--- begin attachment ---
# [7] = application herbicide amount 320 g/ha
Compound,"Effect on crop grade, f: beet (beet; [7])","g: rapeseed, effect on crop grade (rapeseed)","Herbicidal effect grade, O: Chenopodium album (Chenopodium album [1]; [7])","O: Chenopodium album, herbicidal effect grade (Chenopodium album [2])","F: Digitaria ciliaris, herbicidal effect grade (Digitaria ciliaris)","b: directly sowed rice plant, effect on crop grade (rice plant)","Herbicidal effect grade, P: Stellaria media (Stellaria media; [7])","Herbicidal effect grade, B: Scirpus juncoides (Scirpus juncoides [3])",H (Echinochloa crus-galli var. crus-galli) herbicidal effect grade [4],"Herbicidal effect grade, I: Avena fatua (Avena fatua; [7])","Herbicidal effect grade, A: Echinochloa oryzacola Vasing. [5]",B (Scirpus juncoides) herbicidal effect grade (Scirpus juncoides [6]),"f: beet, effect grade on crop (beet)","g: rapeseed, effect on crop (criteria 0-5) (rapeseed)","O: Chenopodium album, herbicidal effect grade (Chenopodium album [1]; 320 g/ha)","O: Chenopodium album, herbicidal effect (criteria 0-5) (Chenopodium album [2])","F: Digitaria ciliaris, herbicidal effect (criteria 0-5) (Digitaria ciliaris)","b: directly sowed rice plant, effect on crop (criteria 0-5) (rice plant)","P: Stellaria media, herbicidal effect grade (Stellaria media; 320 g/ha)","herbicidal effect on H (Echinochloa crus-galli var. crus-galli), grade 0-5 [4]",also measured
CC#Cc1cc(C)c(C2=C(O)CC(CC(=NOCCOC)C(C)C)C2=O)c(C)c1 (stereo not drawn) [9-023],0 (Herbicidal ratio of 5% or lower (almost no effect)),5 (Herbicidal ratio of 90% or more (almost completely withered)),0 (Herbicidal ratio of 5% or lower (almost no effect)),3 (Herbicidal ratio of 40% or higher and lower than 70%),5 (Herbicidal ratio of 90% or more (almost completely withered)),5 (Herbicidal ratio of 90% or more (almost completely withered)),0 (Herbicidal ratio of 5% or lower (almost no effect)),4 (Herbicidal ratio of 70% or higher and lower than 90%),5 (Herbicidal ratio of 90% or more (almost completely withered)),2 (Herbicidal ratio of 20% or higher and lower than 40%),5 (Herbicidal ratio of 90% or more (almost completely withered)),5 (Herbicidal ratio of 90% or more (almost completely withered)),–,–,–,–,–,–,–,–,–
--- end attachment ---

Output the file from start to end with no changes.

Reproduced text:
# [7] = application herbicide amount 320 g/ha
Compound,"Effect on crop grade, f: beet (beet; [7])","g: rapeseed, effect on crop grade (rapeseed)","Herbicidal effect grade, O: Chenopodium album (Chenopodium album [1]; [7])","O: Chenopodium album, herbicidal effect grade (Chenopodium album [2])","F: Digitaria ciliaris, herbicidal effect grade (Digitaria ciliaris)","b: directly sowed rice plant, effect on crop grade (rice plant)","Herbicidal effect grade, P: Stellaria media (Stellaria media; [7])","Herbicidal effect grade, B: Scirpus juncoides (Scirpus juncoides [3])",H (Echinochloa crus-galli var. crus-galli) herbicidal effect grade [4],"Herbicidal effect grade, I: Avena fatua (Avena fatua; [7])","Herbicidal effect grade, A: Echinochloa oryzacola Vasing. [5]",B (Scirpus juncoides) herbicidal effect grade (Scirpus juncoides [6]),"f: beet, effect grade on crop (beet)","g: rapeseed, effect on crop (criteria 0-5) (rapeseed)","O: Chenopodium album, herbicidal effect grade (Chenopodium album [1]; 320 g/ha)","O: Chenopodium album, herbicidal effect (criteria 0-5) (Chenopodium album [2])","F: Digitaria ciliaris, herbicidal effect (criteria 0-5) (Digitaria ciliaris)","b: directly sowed rice plant, effect on crop (criteria 0-5) (rice plant)","P: Stellaria media, herbicidal effect grade (Stellaria media; 320 g/ha)","herbicidal effect on H (Echinochloa crus-galli var. crus-galli), grade 0-5 [4]",also measured
CC#Cc1cc(C)c(C2=C(O)CC(CC(=NOCCOC)C(C)C)C2=O)c(C)c1 (stereo not drawn) [9-023],0 (Herbicidal ratio of 5% or lower (almost no effect)),5 (Herbicidal ratio of 90% or more (almost completely withered)),0 (Herbicidal ratio of 5% or lower (almost no effect)),3 (Herbicidal ratio of 40% or higher and lower than 70%),5 (Herbicidal ratio of 90% or more (almost completely withered)),5 (Herbicidal ratio of 90% or more (almost completely withered)),0 (Herbicidal ratio of 5% or lower (almost no effect)),4 (Herbicidal ratio of 70% or higher and lower than 90%),5 (Herbicidal ratio of 90% or more (almost completely withered)),2 (Herbicidal ratio of 20% or higher and lower than 40%),5 (Herbicidal ratio of 90% or more (almost completely withered)),5 (Herbicidal ratio of 90% or more (almost completely withered)),–,–,–,–,–,–,–,–,–